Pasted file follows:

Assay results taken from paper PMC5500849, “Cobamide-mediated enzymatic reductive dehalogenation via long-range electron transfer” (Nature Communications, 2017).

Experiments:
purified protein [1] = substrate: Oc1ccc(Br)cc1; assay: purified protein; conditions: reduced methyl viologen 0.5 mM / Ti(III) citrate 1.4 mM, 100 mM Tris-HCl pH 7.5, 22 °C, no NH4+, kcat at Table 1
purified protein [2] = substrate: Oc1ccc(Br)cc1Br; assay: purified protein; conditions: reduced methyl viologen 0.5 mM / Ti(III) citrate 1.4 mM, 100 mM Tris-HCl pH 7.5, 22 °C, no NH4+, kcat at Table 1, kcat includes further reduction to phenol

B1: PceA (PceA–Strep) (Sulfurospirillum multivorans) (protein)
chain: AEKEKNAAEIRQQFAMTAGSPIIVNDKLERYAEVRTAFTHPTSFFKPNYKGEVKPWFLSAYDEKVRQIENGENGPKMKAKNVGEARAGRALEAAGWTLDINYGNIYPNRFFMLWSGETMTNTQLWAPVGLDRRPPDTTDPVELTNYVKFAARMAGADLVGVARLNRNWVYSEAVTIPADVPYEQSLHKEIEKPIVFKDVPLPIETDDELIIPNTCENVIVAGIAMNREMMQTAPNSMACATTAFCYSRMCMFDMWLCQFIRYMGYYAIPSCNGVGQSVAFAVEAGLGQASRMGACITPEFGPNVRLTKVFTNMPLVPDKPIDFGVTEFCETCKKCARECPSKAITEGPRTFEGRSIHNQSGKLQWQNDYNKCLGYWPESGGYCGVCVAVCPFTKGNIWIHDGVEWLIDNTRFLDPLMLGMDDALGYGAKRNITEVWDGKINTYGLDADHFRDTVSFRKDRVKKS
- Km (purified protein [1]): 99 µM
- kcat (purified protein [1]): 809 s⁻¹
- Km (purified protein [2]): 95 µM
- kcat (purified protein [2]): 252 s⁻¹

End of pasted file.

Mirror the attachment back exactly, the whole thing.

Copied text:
Assay results taken from paper PMC5500849, “Cobamide-mediated enzymatic reductive dehalogenation via long-range electron transfer” (Nature Communications, 2017).

Experiments:
purified protein [1] = substrate: Oc1ccc(Br)cc1; assay: purified protein; conditions: reduced methyl viologen 0.5 mM / Ti(III) citrate 1.4 mM, 100 mM Tris-HCl pH 7.5, 22 °C, no NH4+, kcat at Table 1
purified protein [2] = substrate: Oc1ccc(Br)cc1Br; assay: purified protein; conditions: reduced methyl viologen 0.5 mM / Ti(III) citrate 1.4 mM, 100 mM Tris-HCl pH 7.5, 22 °C, no NH4+, kcat at Table 1, kcat includes further reduction to phenol

B1: PceA (PceA–Strep) (Sulfurospirillum multivorans) (protein)
chain: AEKEKNAAEIRQQFAMTAGSPIIVNDKLERYAEVRTAFTHPTSFFKPNYKGEVKPWFLSAYDEKVRQIENGENGPKMKAKNVGEARAGRALEAAGWTLDINYGNIYPNRFFMLWSGETMTNTQLWAPVGLDRRPPDTTDPVELTNYVKFAARMAGADLVGVARLNRNWVYSEAVTIPADVPYEQSLHKEIEKPIVFKDVPLPIETDDELIIPNTCENVIVAGIAMNREMMQTAPNSMACATTAFCYSRMCMFDMWLCQFIRYMGYYAIPSCNGVGQSVAFAVEAGLGQASRMGACITPEFGPNVRLTKVFTNMPLVPDKPIDFGVTEFCETCKKCARECPSKAITEGPRTFEGRSIHNQSGKLQWQNDYNKCLGYWPESGGYCGVCVAVCPFTKGNIWIHDGVEWLIDNTRFLDPLMLGMDDALGYGAKRNITEVWDGKINTYGLDADHFRDTVSFRKDRVKKS
- Km (purified protein [1]): 99 µM
- kcat (purified protein [1]): 809 s⁻¹
- Km (purified protein [2]): 95 µM
- kcat (purified protein [2]): 252 s⁻¹